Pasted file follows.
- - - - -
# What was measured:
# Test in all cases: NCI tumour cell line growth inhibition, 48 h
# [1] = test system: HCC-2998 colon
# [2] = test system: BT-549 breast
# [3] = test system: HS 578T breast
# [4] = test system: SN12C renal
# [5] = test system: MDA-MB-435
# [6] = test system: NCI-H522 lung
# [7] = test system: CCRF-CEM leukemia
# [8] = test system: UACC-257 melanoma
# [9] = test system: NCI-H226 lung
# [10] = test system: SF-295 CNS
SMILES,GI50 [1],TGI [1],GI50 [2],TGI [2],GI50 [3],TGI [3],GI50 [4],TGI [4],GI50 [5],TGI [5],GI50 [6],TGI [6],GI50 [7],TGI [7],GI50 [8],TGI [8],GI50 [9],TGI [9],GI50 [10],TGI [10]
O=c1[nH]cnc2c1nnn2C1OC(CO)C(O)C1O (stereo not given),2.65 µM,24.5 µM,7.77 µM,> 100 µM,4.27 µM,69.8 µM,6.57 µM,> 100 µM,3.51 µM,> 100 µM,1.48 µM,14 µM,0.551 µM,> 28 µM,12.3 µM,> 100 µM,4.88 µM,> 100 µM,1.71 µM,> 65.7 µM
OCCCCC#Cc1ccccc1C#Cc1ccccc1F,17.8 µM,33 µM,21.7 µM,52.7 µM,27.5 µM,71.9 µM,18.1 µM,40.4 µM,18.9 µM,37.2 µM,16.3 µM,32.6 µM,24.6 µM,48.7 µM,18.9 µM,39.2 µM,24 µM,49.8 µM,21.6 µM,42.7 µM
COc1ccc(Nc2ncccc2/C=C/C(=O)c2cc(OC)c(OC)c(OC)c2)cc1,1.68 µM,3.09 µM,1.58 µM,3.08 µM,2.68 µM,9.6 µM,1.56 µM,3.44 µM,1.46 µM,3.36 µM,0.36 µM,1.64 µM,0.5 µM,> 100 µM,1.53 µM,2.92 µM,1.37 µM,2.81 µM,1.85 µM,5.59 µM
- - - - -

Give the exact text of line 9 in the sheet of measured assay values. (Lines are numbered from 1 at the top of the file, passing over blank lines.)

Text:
# [7] = test system: CCRF-CEM leukemia